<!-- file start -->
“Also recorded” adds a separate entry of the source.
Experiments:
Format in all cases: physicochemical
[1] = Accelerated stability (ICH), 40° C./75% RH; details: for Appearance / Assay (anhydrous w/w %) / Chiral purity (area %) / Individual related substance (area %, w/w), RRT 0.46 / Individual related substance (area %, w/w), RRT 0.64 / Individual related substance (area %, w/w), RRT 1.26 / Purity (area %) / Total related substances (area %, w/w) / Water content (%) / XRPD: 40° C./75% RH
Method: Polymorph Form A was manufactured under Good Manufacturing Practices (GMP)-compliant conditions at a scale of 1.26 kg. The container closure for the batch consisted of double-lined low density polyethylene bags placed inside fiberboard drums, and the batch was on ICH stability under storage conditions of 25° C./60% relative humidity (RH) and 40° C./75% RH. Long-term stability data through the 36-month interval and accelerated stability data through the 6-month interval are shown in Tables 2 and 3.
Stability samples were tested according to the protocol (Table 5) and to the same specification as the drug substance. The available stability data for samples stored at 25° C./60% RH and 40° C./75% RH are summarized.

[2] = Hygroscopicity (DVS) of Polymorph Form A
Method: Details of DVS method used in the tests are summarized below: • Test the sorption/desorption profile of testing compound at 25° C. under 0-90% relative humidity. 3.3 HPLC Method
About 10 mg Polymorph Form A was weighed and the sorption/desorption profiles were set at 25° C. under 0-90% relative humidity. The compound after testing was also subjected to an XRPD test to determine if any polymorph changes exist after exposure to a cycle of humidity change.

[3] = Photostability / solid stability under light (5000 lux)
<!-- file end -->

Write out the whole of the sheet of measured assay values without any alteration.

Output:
“Also recorded” adds a separate entry of the source.
Experiments:
Format in all cases: physicochemical
[1] = Accelerated stability (ICH), 40° C./75% RH; details: for Appearance / Assay (anhydrous w/w %) / Chiral purity (area %) / Individual related substance (area %, w/w), RRT 0.46 / Individual related substance (area %, w/w), RRT 0.64 / Individual related substance (area %, w/w), RRT 1.26 / Purity (area %) / Total related substances (area %, w/w) / Water content (%) / XRPD: 40° C./75% RH
Method: Polymorph Form A was manufactured under Good Manufacturing Practices (GMP)-compliant conditions at a scale of 1.26 kg. The container closure for the batch consisted of double-lined low density polyethylene bags placed inside fiberboard drums, and the batch was on ICH stability under storage conditions of 25° C./60% relative humidity (RH) and 40° C./75% RH. Long-term stability data through the 36-month interval and accelerated stability data through the 6-month interval are shown in Tables 2 and 3.
Stability samples were tested according to the protocol (Table 5) and to the same specification as the drug substance. The available stability data for samples stored at 25° C./60% RH and 40° C./75% RH are summarized.

[2] = Hygroscopicity (DVS) of Polymorph Form A
Method: Details of DVS method used in the tests are summarized below: • Test the sorption/desorption profile of testing compound at 25° C. under 0-90% relative humidity. 3.3 HPLC Method
About 10 mg Polymorph Form A was weighed and the sorption/desorption profiles were set at 25° C. under 0-90% relative humidity. The compound after testing was also subjected to an XRPD test to determine if any polymorph changes exist after exposure to a cycle of humidity change.

[3] = Photostability / solid stability under light (5000 lux)